MARIETTE DiCHRISTINA is editor in chief and senior vice president of Scientific American. She has been a journalist for more than 25 years.

JOHN HOUTZ is a psychologist and professor at Fordham University. His books include The Educational Psychology of Creativity (Hampton Press, 2002).

JULIA CAMERON is an award-winning poet, playwright and filmmaker. Her book The Artist's Way (Tarcher, 2002) has sold almost four million copies worldwide. She is also co-author of It's Never Too Late to Begin Again (TarcherPerigee, 2016).

ROBERT EPSTEIN is senior research psychologist at the American Institute for Behavioral Research and Technology, a contributing editor for Scientific American Mind and former editor in chief of Psychology Today. Epstein has written several books on creativity, including The Big Book of Creativity Games (McGraw-Hill, 2000).

Mariette DiChristina: Let's start by talking about what has drawn each of you to the study of creativity. What's so fascinating about it?

John Houtz: There's so much power in a new idea taking shape and changing the way people live and act. Often the rest of us are in awe, or we are even afraid of a new idea, and sometimes our fears spur us to learn more about it. In addition to what some academics call Big Creativity or “Big C”—profound ideas that sometimes change the world—there is what we call the “little c” type of creativity: the everyday problem solving that we all do. The bottom line is that we'd all like to be more creative. We'd all like to be able to solve our problems in a better way. We don't like being frustrated. We don't like having obstacles in our path.

Julia Cameron: What drew me to working on my creativity was running into a couple of bumps. I had had a blessed decade in my 20s, and then when I got to my 30s I felt thwarted. I was writing movies and selling them to studios, but they weren't getting made. I needed to find a way to maintain equilibrium and optimism in the face of creative despair. I fought my despair with what I call “morning pages”—three pages of longhand writing about anything: “I don't like the way Fred talked to me at the office”; “I need to get the car checked”; “I forgot to buy kitty litter.” They don't look like they have anything to do with creativity, but in fact, as we put these worries, which are sort of a daily sound track for most of us, down on the page, we are suddenly much more alert, aware, focused and available to the moment. And we begin to see that we have many creative choices. As I wrote those pages, new ideas began to walk in. Over time, I began to share the morning-pages technique with other people.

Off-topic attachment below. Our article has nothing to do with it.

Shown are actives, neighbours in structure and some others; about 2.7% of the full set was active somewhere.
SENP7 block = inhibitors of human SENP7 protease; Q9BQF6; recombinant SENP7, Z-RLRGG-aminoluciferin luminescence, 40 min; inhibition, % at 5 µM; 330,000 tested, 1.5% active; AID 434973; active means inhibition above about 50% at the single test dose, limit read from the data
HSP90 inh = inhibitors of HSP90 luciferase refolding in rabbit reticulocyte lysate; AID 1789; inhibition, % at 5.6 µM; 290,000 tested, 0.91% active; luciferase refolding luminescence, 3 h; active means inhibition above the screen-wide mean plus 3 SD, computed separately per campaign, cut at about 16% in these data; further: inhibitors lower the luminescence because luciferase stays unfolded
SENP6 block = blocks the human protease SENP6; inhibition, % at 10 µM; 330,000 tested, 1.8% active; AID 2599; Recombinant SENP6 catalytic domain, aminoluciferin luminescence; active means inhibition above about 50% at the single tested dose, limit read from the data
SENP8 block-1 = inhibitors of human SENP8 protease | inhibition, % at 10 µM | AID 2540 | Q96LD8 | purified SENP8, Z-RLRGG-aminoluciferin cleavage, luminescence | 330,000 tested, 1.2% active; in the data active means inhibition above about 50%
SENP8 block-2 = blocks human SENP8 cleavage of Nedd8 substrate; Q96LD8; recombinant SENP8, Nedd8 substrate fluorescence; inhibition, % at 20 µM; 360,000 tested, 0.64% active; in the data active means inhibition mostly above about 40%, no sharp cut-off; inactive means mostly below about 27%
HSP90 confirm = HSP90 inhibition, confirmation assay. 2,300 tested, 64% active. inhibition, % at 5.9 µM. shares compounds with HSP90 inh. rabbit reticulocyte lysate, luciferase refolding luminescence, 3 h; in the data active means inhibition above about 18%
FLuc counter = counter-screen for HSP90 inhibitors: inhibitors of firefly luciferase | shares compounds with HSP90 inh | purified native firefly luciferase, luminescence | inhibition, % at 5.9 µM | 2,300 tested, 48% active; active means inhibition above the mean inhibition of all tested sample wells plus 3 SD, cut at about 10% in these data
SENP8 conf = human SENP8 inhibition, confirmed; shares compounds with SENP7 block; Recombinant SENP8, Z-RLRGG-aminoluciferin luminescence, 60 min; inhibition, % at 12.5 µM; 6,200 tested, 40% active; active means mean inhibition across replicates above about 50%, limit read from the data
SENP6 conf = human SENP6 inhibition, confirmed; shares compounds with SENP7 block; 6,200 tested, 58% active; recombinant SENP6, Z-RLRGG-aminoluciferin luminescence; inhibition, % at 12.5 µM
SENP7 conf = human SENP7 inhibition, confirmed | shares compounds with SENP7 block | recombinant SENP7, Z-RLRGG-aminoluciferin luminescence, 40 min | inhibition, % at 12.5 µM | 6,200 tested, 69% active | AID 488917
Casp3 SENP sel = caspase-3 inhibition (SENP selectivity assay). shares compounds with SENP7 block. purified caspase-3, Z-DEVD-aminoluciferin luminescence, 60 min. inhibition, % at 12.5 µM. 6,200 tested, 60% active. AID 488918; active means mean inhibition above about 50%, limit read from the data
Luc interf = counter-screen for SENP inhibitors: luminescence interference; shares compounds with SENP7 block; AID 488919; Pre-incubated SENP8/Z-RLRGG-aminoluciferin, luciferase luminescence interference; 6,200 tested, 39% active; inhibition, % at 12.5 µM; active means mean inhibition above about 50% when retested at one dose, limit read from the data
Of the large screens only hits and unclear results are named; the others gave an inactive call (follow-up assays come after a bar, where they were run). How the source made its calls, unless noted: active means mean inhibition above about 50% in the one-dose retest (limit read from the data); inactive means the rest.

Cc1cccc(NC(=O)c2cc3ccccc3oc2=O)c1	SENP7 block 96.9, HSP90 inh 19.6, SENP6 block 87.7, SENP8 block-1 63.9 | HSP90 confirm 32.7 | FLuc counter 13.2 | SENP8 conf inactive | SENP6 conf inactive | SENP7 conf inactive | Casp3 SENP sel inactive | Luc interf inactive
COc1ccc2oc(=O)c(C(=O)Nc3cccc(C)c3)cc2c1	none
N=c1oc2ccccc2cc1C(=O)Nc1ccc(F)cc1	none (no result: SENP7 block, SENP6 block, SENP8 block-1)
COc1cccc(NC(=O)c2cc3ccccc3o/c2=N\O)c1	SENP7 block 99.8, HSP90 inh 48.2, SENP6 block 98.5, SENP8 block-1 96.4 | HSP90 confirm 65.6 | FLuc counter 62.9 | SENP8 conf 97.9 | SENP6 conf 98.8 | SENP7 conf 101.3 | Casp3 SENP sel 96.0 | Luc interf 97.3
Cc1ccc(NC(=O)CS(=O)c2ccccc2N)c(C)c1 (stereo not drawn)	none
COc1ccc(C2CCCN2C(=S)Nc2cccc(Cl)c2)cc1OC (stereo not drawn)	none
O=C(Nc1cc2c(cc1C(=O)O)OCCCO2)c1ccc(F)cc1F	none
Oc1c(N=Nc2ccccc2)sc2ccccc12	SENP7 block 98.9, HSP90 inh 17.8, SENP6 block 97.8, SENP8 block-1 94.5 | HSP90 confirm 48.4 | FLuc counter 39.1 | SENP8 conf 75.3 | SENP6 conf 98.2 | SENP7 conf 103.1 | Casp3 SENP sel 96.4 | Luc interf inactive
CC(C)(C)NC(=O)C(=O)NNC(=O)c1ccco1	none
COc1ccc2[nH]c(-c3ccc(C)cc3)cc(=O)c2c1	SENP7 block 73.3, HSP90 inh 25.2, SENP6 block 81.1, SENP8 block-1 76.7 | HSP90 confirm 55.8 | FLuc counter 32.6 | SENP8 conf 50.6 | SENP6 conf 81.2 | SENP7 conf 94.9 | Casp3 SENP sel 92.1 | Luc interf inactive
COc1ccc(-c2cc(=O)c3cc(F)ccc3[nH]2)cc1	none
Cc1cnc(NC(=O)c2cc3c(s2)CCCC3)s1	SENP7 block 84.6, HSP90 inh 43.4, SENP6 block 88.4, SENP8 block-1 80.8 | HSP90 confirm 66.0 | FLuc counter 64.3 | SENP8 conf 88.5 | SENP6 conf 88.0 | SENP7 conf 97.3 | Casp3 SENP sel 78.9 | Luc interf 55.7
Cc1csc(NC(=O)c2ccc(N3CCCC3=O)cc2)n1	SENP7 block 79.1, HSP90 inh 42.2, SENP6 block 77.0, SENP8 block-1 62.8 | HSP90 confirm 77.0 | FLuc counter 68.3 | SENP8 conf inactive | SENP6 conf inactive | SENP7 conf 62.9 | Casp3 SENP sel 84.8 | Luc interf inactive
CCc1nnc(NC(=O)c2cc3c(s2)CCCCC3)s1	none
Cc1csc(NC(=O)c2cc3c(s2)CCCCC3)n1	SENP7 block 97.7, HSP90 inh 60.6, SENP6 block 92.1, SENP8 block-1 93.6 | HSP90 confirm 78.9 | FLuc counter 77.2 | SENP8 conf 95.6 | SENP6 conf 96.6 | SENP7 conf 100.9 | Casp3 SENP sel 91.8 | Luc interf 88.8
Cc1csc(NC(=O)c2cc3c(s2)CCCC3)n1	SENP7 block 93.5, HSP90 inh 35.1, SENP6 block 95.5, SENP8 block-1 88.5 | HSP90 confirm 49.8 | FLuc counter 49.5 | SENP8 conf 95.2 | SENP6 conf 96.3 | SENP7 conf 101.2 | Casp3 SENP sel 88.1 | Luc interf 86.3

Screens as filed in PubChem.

Robert Epstein: My interest in creativity started in a peculiar way—while I was working with pigeons at Harvard in the 1970s. I was intrigued by the fact that they always did things I hadn't taught them, and I wanted to know where the new behavior was coming from. I began teaching them different things systematically and then placing them in new situations and watching new behavior emerge. There was an orderly relation between what I had taught and the new behavior, and eventually I discovered principles or laws that allowed me to predict the new behavior, literally moment to moment. Eventually I began similar research with children, and then with adult humans, and found that those laws, somewhat tweaked, were still helpful. I came to believe that the creative process in individuals is orderly and predictable at every moment in time. At some point I developed tests to see whether people have the competencies they need for expressing creativity, and then I developed games and exercises to boost creativity. I think that the fact that creativity is orderly is good news because it means we can all tap into this rich potential we all have.

The Right Tools: According to Epstein, there are four “core competencies” of creative expression. People need to learn to preserve their new ideas (capturing), surround themselves with interesting people and things (surrounding), tackle tough problems (challenging), and expand their knowledge (broadening). Credit: George Doyle Getty Images (capturing); Antony Nagelmann Getty Images (surrounding); Getty Images (challenging and broadening)

Cameron: I, too, have found the creative process to be teachable and trackable. I teach people three simple tools, and anyone using those tools has what might be called an awakening. They become much more alert; they become much more friendly in interacting with people—much less threatened by change.

Houtz: I think that some of the techniques Julia teaches are similar to the competencies Robert has uncovered. Perhaps, Robert, you might explain what those competencies are.

Epstein: There are four different skill sets, or competencies, that I've found are essential for creative expression. The first and most important competency is “capturing”—preserving new ideas as they occur to you and doing so without judging them. Your morning pages, Julia, are a perfect example of a capturing technique. There are many ways to capture new ideas. Otto Loewi won a Nobel Prize for work based on an idea about cell biology that he almost failed to capture. He had the idea in his sleep, woke up and scribbled the idea on a pad but found the next morning that he couldn't read his notes or remember the idea. When the idea turned up in his dreams the following night, he used a better capturing technique: he put on his pants and went straight to his lab!